A sensitive method for the detection of legacy and emerging per- and polyfluorinated alkyl substances (PFAS) in dairy milk
By Nicholas I Hill, Jitka Becanova, and Rainer Lohmann
Anal Bioanal Chem
August 9, 2021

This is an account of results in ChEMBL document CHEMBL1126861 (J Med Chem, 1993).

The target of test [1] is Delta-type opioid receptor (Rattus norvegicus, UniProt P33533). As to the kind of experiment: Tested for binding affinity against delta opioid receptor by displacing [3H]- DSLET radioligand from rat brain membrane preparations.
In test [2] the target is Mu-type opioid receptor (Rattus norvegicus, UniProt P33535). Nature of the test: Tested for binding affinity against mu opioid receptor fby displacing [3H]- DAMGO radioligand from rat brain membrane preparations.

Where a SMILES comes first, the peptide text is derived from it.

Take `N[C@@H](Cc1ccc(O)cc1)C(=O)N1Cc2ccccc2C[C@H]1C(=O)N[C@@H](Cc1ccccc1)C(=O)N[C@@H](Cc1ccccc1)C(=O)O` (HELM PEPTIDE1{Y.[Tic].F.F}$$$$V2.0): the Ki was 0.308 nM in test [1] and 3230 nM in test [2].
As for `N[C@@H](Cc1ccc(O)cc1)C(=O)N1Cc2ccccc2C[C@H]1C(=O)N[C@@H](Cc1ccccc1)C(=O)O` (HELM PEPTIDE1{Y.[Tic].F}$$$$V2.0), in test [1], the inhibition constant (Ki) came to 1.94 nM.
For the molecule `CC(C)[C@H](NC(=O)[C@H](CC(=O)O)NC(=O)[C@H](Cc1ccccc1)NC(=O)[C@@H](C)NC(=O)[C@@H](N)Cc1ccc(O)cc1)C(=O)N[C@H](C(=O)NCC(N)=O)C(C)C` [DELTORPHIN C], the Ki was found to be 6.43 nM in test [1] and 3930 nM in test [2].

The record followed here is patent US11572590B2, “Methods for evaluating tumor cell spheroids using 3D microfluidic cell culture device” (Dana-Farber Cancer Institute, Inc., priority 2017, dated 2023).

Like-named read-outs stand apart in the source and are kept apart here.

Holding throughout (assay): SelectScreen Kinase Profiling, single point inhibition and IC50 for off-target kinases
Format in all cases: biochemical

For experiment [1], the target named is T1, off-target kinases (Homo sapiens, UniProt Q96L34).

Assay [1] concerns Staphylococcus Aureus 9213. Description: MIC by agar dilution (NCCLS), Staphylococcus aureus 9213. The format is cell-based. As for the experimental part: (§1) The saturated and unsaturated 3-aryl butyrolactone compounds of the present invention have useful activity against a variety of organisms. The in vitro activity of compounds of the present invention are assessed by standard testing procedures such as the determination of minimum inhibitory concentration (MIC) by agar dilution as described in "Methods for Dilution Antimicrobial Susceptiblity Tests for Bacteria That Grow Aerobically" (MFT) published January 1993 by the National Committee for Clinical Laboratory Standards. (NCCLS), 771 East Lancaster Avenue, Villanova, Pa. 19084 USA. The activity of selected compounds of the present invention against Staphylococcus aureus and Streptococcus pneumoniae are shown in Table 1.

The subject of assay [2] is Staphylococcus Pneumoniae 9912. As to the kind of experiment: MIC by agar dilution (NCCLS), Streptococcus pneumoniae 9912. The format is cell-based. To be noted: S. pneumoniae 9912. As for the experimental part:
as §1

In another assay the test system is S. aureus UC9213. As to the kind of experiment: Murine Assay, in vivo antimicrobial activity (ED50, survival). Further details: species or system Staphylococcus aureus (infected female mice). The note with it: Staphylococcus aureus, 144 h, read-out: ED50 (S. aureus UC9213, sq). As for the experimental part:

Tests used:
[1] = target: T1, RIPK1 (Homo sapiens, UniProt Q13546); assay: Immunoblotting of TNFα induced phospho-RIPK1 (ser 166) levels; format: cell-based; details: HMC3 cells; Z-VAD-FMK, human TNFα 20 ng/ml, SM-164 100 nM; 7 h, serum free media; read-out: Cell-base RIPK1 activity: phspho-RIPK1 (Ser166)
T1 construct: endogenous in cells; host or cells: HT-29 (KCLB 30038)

There is widespread contamination by per- and polyfluoroalkyl substances (PFAS) across the globe, with adverse effects on human and environmental health. For human exposure, drinking water and dietary exposure have been recognized as important PFAS exposure pathway for the general population. Several documented cases of dairy milk contamination by PFAS have raised concerns over this exposure pathway in general. A sensitive method for determination of 27 PFAS in milk was hence modified and applied on raw and processed milk samples from 13 farms across the United States (U.S.). A combination of acid and basic extraction method and ENVI-Carb clean-up achieved recoveries of targeted PFAS between 70 and 141%. The method detection limits (MDL) ranged from 0.8 to 22 ng/L (for 26 PFAS) and 144 ng/L for perfluorobutanoic acid (PFBA). The uniqueness of this method is considered in the targeted screening of a broad range of legacy PFAS, as well as perfluorinated sulfonamide species and fluorotelomer sulfonates. No legacy PFAS were detected in 13 milk samples from regions of concern given local use of biosolids or proximity to fire training areas. Overall, then, the uptake of perfluoroalkyl acids (PFAA) from dairy milk in the U.S. is considered low.